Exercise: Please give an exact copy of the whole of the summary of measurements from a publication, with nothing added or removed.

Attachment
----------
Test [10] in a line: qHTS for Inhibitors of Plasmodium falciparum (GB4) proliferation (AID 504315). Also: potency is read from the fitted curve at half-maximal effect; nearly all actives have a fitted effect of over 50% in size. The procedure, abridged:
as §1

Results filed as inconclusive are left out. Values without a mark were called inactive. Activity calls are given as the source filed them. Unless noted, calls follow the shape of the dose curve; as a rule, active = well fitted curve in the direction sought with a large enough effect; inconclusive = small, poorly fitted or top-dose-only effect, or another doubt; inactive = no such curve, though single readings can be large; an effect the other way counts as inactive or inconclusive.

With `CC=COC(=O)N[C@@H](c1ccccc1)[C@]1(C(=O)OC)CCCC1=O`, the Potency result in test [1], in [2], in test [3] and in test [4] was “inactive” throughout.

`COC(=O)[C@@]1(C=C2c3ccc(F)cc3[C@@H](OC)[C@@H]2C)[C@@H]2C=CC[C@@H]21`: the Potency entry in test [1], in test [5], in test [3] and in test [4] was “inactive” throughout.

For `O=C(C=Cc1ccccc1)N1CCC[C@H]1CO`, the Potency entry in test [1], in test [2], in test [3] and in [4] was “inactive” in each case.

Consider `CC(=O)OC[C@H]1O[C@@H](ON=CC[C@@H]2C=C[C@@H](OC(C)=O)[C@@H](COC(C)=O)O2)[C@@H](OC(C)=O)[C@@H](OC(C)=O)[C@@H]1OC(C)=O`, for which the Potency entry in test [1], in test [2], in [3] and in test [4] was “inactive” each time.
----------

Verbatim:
Test [10] in a line: qHTS for Inhibitors of Plasmodium falciparum (GB4) proliferation (AID 504315). Also: potency is read from the fitted curve at half-maximal effect; nearly all actives have a fitted effect of over 50% in size. The procedure, abridged:
as §1

Results filed as inconclusive are left out. Values without a mark were called inactive. Activity calls are given as the source filed them. Unless noted, calls follow the shape of the dose curve; as a rule, active = well fitted curve in the direction sought with a large enough effect; inconclusive = small, poorly fitted or top-dose-only effect, or another doubt; inactive = no such curve, though single readings can be large; an effect the other way counts as inactive or inconclusive.

With `CC=COC(=O)N[C@@H](c1ccccc1)[C@]1(C(=O)OC)CCCC1=O`, the Potency result in test [1], in [2], in test [3] and in test [4] was “inactive” throughout.

`COC(=O)[C@@]1(C=C2c3ccc(F)cc3[C@@H](OC)[C@@H]2C)[C@@H]2C=CC[C@@H]21`: the Potency entry in test [1], in test [5], in test [3] and in test [4] was “inactive” throughout.

For `O=C(C=Cc1ccccc1)N1CCC[C@H]1CO`, the Potency entry in test [1], in test [2], in test [3] and in [4] was “inactive” in each case.

Consider `CC(=O)OC[C@H]1O[C@@H](ON=CC[C@@H]2C=C[C@@H](OC(C)=O)[C@@H](COC(C)=O)O2)[C@@H](OC(C)=O)[C@@H](OC(C)=O)[C@@H]1OC(C)=O`, for which the Potency entry in test [1], in test [2], in [3] and in test [4] was “inactive” each time.